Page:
A “flight to quality,” triggered by downbeat U.S. employment and housing data and the continuing Greek debt crisis, sent investors out of equities and into Treasuries in May, according a BondDesk Group Market Transparency Report released Tuesday.
Meanwhile, retail investors’ demand for individual municipal bonds began to stabilize in May, BondDesk said in a separate report.
Corporate Bond Activity
BondDesk’s report on retail trades of corporate bonds said that major stock indexes fell 3% to 4% in May, while Treasuries rallied significantly; yields on the 10-year bond fell to nearly 3%. Corporate yields did not fall as far or as fast, but still remained near their 12-month lows, resulting in tepid retail demand for individual bonds.
The report noted the discrepancy between high bond-fund inflows and the low trade volume for individual bonds. Retail investors poured some $21 billion into domestic taxable (corporate) bond funds, the most in the past eight months. “This discrepancy reinforces our view that the retail market for individual bonds is distinctly different from the retail market for bond funds,” the report said.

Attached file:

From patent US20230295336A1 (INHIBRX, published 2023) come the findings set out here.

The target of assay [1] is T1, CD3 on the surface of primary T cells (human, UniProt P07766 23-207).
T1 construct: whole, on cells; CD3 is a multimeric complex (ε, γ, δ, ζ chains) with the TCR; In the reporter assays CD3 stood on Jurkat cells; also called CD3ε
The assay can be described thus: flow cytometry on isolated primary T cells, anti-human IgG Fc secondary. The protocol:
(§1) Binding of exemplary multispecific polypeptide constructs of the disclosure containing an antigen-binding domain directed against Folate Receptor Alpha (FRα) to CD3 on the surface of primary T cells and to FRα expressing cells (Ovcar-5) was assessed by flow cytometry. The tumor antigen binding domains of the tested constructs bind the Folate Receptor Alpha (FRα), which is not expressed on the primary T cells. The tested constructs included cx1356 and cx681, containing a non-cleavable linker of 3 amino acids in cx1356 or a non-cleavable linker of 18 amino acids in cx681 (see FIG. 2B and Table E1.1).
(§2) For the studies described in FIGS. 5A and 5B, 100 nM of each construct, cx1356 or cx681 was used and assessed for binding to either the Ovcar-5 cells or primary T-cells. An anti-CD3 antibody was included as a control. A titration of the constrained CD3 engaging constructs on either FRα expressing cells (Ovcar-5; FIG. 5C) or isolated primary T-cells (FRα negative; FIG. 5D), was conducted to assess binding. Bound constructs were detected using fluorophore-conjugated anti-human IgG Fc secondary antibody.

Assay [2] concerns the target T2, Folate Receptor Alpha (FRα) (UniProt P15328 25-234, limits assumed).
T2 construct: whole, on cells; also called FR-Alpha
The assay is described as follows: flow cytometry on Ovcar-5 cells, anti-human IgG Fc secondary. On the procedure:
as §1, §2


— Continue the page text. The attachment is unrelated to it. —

With rates at historic lows, the report said, the fact that so much money went into funds (the highest total in eight months) suggests that many investors are going to be unhappy when rates turn around.
Investors who bought individual bonds in May will experience a temporary paper loss when rates rise, the report said, but if they hold to maturity (and no defaults occur) they will receive the promised principal amount of their bonds. “BondDesk believes that investors who want fixed income exposure given today’s low rates should be looking at individual bonds rather than funds,” the report said.
Muni Bond Activity
In May, buying and selling volumes for individual municipal bonds were comparable to April levels, according to BondDesk’s report on retail trades of municipal bonds. It said the May figures were comparable to typical volumes before the recent crisis (triggered by comments by Meredith Whitney (left) on “60 Minutes”), suggesting the market is returning to “normal.”
During the first four weeks of May, municipal bond funds experienced net outflows of $137 million, a small fraction of the $3.7 billion outflows in April, but “it hardly reflects a bullish outlook,” the report said.
Retail investors in individual municipal bonds, by comparison, were overwhelmingly net buyers in May even though trading volumes was relatively light. Investors bought 2.4 bonds for every one bond they sold.
Municipal yields plummeted in May, mainly because Treasuries rallied, but are still above their 2010 average, the report said.